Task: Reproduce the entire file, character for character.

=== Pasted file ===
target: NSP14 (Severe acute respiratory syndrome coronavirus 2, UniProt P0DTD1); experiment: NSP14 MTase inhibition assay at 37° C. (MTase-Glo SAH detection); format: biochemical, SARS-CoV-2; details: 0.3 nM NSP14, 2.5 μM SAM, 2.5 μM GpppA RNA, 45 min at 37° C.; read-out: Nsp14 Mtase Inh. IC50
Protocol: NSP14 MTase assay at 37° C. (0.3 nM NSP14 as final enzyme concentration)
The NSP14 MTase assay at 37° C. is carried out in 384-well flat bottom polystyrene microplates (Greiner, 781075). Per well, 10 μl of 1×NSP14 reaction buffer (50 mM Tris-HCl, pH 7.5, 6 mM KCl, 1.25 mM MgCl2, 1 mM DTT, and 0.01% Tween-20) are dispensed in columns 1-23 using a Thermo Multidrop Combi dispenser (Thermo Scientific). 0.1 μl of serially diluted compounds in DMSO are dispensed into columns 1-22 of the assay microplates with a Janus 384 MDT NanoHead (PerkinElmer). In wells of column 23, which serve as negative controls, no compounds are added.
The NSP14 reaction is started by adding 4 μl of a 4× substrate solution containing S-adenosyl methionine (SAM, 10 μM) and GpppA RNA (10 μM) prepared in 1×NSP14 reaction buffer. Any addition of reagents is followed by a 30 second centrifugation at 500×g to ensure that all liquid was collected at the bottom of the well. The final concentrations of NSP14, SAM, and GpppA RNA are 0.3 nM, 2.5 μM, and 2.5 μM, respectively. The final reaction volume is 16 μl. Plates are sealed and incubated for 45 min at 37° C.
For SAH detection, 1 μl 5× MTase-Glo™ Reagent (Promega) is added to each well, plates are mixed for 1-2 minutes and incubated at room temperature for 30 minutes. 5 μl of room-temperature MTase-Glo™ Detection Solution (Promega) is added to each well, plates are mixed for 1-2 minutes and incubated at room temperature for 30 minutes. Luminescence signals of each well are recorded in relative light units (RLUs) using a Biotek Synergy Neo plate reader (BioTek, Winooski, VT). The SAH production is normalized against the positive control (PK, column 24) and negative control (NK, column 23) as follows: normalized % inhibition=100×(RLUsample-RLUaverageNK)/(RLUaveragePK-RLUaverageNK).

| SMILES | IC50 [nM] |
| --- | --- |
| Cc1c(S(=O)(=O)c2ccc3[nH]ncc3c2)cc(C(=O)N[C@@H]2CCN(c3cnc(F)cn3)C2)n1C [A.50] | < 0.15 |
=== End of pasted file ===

target: NSP14 (Severe acute respiratory syndrome coronavirus 2, UniProt P0DTD1); experiment: NSP14 MTase inhibition assay at 37° C. (MTase-Glo SAH detection); format: biochemical, SARS-CoV-2; details: 0.3 nM NSP14, 2.5 μM SAM, 2.5 μM GpppA RNA, 45 min at 37° C.; read-out: Nsp14 Mtase Inh. IC50
Protocol: NSP14 MTase assay at 37° C. (0.3 nM NSP14 as final enzyme concentration)
The NSP14 MTase assay at 37° C. is carried out in 384-well flat bottom polystyrene microplates (Greiner, 781075). Per well, 10 μl of 1×NSP14 reaction buffer (50 mM Tris-HCl, pH 7.5, 6 mM KCl, 1.25 mM MgCl2, 1 mM DTT, and 0.01% Tween-20) are dispensed in columns 1-23 using a Thermo Multidrop Combi dispenser (Thermo Scientific). 0.1 μl of serially diluted compounds in DMSO are dispensed into columns 1-22 of the assay microplates with a Janus 384 MDT NanoHead (PerkinElmer). In wells of column 23, which serve as negative controls, no compounds are added.
The NSP14 reaction is started by adding 4 μl of a 4× substrate solution containing S-adenosyl methionine (SAM, 10 μM) and GpppA RNA (10 μM) prepared in 1×NSP14 reaction buffer. Any addition of reagents is followed by a 30 second centrifugation at 500×g to ensure that all liquid was collected at the bottom of the well. The final concentrations of NSP14, SAM, and GpppA RNA are 0.3 nM, 2.5 μM, and 2.5 μM, respectively. The final reaction volume is 16 μl. Plates are sealed and incubated for 45 min at 37° C.
For SAH detection, 1 μl 5× MTase-Glo™ Reagent (Promega) is added to each well, plates are mixed for 1-2 minutes and incubated at room temperature for 30 minutes. 5 μl of room-temperature MTase-Glo™ Detection Solution (Promega) is added to each well, plates are mixed for 1-2 minutes and incubated at room temperature for 30 minutes. Luminescence signals of each well are recorded in relative light units (RLUs) using a Biotek Synergy Neo plate reader (BioTek, Winooski, VT). The SAH production is normalized against the positive control (PK, column 24) and negative control (NK, column 23) as follows: normalized % inhibition=100×(RLUsample-RLUaverageNK)/(RLUaveragePK-RLUaverageNK).

| SMILES | IC50 [nM] |
| --- | --- |
| Cc1c(S(=O)(=O)c2ccc3[nH]ncc3c2)cc(C(=O)N[C@@H]2CCN(c3cnc(F)cn3)C2)n1C [A.50] | < 0.15 |